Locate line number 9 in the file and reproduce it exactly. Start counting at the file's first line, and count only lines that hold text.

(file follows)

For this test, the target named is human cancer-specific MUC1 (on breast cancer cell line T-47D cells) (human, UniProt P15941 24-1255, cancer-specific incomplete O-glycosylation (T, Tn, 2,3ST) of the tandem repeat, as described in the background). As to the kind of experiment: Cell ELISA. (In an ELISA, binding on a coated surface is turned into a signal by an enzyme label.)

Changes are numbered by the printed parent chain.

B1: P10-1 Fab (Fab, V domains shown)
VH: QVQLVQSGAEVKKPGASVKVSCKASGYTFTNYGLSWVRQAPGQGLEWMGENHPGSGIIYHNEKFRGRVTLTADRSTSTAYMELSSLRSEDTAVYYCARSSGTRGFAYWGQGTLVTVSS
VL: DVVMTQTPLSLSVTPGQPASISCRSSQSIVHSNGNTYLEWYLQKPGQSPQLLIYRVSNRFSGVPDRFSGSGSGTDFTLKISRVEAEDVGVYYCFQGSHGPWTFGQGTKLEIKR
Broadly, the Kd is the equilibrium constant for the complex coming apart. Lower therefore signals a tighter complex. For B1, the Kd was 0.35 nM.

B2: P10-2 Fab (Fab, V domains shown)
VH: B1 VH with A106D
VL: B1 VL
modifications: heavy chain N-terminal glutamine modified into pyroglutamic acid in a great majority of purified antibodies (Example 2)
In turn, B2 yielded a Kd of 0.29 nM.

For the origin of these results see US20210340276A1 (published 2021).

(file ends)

VL: B1 VL